We’re always looking for good news on the cybersecurity front, and midway through 2022 it seemed there might actually be some. A report from Sonicwall noted that ransomware attacks were down 23% through the first half of the year, a substantial decrease. Was the world actually making some progress in the ongoing struggle?
Upon a closer look, the answer seems to be “no.” First, the main reason for the decline appears to have been the Russia-Ukraine conflict, which left Russian ransomware groups unable to maintain their pace of attacks. And while North America experienced a 42% decrease in ransomware attacks, European incidents spiked by a whopping 63%.
Worse still, it appears that the decline in ransomware has been more than offset by increases in other malware. Specifically, the first half of 2022 saw malware targeting the Internet of Things (IoT) rise by 77%, a sobering reminder that the convenience of connected devices carries a corresponding risk.
Ransomware attacks at major companies always make the headlines, and there were plenty of those in 2022, from Cisco to Nvidia to TransUnion to Rackspace. More disturbingly, the healthcare sector remained in the crosshairs of ransomware gangs because of the lucrative combination of the threat of releasing patient medical information and access to personal information including Social Security numbers.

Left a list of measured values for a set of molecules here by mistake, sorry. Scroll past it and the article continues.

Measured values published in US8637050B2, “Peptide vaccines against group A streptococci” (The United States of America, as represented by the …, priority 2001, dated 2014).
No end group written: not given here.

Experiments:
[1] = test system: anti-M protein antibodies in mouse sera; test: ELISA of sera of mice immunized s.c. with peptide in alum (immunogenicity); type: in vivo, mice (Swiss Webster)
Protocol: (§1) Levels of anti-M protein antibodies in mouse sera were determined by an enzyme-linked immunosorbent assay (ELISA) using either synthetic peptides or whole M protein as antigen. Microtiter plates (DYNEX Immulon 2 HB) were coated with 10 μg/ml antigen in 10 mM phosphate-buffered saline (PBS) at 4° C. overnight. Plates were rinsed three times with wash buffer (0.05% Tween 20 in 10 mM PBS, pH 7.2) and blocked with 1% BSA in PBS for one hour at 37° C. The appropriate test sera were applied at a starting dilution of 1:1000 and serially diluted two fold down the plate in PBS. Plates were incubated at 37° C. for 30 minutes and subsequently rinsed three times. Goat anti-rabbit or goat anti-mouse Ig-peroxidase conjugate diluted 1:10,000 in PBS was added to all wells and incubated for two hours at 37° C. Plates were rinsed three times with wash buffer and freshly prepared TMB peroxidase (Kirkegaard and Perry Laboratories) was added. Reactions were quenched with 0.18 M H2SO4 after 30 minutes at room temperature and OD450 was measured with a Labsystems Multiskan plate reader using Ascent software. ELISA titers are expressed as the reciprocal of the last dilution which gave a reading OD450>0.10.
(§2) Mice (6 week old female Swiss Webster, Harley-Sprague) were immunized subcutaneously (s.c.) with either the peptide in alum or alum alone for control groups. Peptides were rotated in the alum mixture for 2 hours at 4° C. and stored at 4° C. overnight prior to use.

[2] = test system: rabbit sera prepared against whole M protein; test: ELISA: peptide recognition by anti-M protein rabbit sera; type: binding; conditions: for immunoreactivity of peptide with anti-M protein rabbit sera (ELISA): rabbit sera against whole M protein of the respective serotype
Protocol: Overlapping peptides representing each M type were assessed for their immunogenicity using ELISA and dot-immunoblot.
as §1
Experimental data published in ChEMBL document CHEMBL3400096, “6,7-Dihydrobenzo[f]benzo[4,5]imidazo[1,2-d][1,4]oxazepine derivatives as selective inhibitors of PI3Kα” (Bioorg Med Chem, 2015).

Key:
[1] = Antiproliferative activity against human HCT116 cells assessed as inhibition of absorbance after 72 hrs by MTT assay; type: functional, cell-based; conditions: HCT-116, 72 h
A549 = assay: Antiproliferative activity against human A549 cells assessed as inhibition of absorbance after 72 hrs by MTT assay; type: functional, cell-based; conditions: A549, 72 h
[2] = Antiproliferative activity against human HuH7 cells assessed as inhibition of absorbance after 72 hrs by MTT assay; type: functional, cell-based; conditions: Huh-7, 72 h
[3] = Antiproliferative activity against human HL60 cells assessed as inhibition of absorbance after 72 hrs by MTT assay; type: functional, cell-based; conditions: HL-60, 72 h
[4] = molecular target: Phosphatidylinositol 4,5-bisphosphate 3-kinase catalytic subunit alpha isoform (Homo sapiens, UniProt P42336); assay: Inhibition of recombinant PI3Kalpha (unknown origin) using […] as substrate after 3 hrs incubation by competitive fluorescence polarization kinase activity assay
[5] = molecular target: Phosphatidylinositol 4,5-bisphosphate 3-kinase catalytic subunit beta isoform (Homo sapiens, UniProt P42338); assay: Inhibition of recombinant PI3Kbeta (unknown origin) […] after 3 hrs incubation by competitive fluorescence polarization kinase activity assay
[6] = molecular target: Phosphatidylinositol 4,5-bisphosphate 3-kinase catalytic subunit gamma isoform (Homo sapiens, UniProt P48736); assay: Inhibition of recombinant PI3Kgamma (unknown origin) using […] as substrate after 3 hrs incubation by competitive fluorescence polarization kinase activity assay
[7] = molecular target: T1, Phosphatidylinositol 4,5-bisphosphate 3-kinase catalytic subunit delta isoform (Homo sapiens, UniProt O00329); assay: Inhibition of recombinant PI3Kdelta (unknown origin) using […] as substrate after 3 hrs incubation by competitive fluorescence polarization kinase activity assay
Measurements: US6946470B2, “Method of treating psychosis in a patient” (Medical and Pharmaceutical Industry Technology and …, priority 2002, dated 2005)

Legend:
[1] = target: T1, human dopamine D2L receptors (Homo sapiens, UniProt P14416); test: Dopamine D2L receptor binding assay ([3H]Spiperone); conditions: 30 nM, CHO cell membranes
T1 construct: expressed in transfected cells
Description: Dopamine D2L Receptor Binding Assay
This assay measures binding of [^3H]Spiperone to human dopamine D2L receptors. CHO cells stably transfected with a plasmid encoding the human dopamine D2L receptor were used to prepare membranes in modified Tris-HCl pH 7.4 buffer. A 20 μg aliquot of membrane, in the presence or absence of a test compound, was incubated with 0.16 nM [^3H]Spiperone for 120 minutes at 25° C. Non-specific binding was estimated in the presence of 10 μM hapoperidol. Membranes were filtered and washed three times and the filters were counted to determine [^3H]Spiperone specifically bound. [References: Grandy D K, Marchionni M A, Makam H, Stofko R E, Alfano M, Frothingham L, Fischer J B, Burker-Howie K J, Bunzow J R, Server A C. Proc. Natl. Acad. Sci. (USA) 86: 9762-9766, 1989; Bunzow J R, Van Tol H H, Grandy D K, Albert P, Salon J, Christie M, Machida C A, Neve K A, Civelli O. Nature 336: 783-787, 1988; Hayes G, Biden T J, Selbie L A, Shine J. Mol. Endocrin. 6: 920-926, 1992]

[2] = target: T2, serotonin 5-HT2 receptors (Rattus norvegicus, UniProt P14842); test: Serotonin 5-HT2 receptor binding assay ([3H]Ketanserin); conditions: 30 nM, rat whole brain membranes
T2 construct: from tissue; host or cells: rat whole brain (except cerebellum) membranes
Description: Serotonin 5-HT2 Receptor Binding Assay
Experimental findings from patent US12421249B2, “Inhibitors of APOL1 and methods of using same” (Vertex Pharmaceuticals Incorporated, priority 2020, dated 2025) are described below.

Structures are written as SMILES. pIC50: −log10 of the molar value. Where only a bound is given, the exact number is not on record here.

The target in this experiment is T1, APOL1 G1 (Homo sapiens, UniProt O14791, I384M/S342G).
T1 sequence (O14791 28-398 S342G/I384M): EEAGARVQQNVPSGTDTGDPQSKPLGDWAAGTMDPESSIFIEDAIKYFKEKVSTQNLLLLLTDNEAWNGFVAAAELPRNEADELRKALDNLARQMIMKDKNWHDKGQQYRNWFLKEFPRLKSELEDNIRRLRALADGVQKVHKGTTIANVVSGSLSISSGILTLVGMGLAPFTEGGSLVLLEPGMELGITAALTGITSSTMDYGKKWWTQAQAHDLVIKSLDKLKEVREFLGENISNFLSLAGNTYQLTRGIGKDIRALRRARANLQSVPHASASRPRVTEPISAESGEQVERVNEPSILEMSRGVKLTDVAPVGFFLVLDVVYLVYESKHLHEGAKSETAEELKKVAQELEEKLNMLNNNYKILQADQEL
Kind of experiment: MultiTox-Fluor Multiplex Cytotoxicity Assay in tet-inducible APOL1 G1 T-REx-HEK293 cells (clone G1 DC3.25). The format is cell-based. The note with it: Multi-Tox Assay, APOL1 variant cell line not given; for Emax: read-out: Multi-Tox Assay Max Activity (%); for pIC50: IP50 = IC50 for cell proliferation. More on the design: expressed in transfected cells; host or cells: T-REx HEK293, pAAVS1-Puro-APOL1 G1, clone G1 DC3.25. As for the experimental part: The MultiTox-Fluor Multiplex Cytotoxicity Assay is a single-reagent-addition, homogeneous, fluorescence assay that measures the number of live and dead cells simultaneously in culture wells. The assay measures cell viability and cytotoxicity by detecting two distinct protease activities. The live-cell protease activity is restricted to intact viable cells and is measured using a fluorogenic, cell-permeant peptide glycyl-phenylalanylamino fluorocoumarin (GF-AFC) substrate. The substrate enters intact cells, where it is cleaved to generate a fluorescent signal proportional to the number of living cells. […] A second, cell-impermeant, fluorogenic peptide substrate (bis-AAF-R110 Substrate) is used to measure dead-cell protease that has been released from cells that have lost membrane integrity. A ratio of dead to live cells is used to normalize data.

Rounding out the top three target sectors were government and education. Roughly 45 colleges and universities were breached, and a like number of school districts. On the government front the news was even worse, according to Sophos: 6 out of every 10 organizations were attacked (up from about 33% in 2020), and only 20% of those were successful in stopping the breaches.
Even the San Francisco 49ers were victims, with more than 20,000 season-ticket holders and others having their personal information compromised (who knew the ransomware gangs were Seahawks fans?).
Another trend that grew in the year just ended is an increasingly corporate approach to ransomware deployment. While we might imagine a single hacker in a dark room or a ransomware “gang,” a Microsoft report illustrates that in the age of Ransomware as a Service (RaaS), multi-level processes have become the norm.
The roots of an attack now often begin with operators who develop and maintain the software. The operators in turn hand the program off to affiliates who deploy the RaaS programs and exfiltrate data. Finally, access brokers sell network access to other cybercriminals or gain access themselves. The upshot of all that is an exponential increase in the capacity to deploy ransomware.
So with all of that in the rearview mirror, what lies ahead in 2023 besides more of the same? Security Week predicts that IoT malware will mature to the point of targeting industrial control systems (ICS) through BIOS and firmware infections, an area that seems to have many vulnerabilities to be exploited.
We’ve seen the start of the first true hybrid war, with the cyberattacks that have been a hallmark of the Russia-Ukraine conflict. That trend will continue to gain momentum, as will the use of cyber-mercenary teams.
While artificial intelligence (AI) has provided a boost to cybersecurity, it has the same potential to be abused by the other side. Security Week predicts this for the new year as well. And with all this as a backdrop, it’s no surprise that cyber liability coverage will be both more costly and more difficult to obtain in 2023.
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